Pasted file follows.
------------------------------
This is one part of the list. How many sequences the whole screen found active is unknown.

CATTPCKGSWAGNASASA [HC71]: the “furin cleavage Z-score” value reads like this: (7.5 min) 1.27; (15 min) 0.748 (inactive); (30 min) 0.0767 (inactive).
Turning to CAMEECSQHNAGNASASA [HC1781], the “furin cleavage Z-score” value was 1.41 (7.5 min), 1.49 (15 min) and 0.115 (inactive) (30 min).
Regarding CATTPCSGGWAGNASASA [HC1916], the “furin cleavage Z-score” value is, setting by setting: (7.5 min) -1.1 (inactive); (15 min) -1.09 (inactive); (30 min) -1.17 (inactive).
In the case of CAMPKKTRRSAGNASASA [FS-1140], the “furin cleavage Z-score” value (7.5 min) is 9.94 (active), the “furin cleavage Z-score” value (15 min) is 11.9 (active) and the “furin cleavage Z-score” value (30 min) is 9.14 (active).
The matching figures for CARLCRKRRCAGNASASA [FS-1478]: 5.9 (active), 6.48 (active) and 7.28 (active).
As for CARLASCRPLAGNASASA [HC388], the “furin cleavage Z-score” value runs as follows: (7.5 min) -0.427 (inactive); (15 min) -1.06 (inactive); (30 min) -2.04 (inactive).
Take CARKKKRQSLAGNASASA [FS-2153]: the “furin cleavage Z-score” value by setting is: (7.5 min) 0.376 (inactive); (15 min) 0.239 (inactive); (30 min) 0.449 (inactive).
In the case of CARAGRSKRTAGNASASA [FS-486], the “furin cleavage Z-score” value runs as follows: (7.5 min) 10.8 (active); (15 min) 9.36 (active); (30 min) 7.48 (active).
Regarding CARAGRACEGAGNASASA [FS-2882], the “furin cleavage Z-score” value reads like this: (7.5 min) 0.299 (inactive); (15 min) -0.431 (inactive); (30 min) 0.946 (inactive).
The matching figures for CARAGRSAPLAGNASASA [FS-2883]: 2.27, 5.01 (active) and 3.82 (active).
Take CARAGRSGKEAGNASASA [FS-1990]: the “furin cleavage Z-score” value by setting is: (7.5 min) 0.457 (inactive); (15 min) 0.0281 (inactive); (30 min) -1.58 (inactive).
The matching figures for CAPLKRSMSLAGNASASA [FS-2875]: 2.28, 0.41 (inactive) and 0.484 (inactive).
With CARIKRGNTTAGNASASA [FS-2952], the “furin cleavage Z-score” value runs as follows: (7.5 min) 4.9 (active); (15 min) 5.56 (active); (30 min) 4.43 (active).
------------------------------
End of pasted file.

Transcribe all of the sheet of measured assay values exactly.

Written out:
This is one part of the list. How many sequences the whole screen found active is unknown.

CATTPCKGSWAGNASASA [HC71]: the “furin cleavage Z-score” value reads like this: (7.5 min) 1.27; (15 min) 0.748 (inactive); (30 min) 0.0767 (inactive).
Turning to CAMEECSQHNAGNASASA [HC1781], the “furin cleavage Z-score” value was 1.41 (7.5 min), 1.49 (15 min) and 0.115 (inactive) (30 min).
Regarding CATTPCSGGWAGNASASA [HC1916], the “furin cleavage Z-score” value is, setting by setting: (7.5 min) -1.1 (inactive); (15 min) -1.09 (inactive); (30 min) -1.17 (inactive).
In the case of CAMPKKTRRSAGNASASA [FS-1140], the “furin cleavage Z-score” value (7.5 min) is 9.94 (active), the “furin cleavage Z-score” value (15 min) is 11.9 (active) and the “furin cleavage Z-score” value (30 min) is 9.14 (active).
The matching figures for CARLCRKRRCAGNASASA [FS-1478]: 5.9 (active), 6.48 (active) and 7.28 (active).
As for CARLASCRPLAGNASASA [HC388], the “furin cleavage Z-score” value runs as follows: (7.5 min) -0.427 (inactive); (15 min) -1.06 (inactive); (30 min) -2.04 (inactive).
Take CARKKKRQSLAGNASASA [FS-2153]: the “furin cleavage Z-score” value by setting is: (7.5 min) 0.376 (inactive); (15 min) 0.239 (inactive); (30 min) 0.449 (inactive).
In the case of CARAGRSKRTAGNASASA [FS-486], the “furin cleavage Z-score” value runs as follows: (7.5 min) 10.8 (active); (15 min) 9.36 (active); (30 min) 7.48 (active).
Regarding CARAGRACEGAGNASASA [FS-2882], the “furin cleavage Z-score” value reads like this: (7.5 min) 0.299 (inactive); (15 min) -0.431 (inactive); (30 min) 0.946 (inactive).
The matching figures for CARAGRSAPLAGNASASA [FS-2883]: 2.27, 5.01 (active) and 3.82 (active).
Take CARAGRSGKEAGNASASA [FS-1990]: the “furin cleavage Z-score” value by setting is: (7.5 min) 0.457 (inactive); (15 min) 0.0281 (inactive); (30 min) -1.58 (inactive).
The matching figures for CAPLKRSMSLAGNASASA [FS-2875]: 2.28, 0.41 (inactive) and 0.484 (inactive).
With CARIKRGNTTAGNASASA [FS-2952], the “furin cleavage Z-score” value runs as follows: (7.5 min) 4.9 (active); (15 min) 5.56 (active); (30 min) 4.43 (active).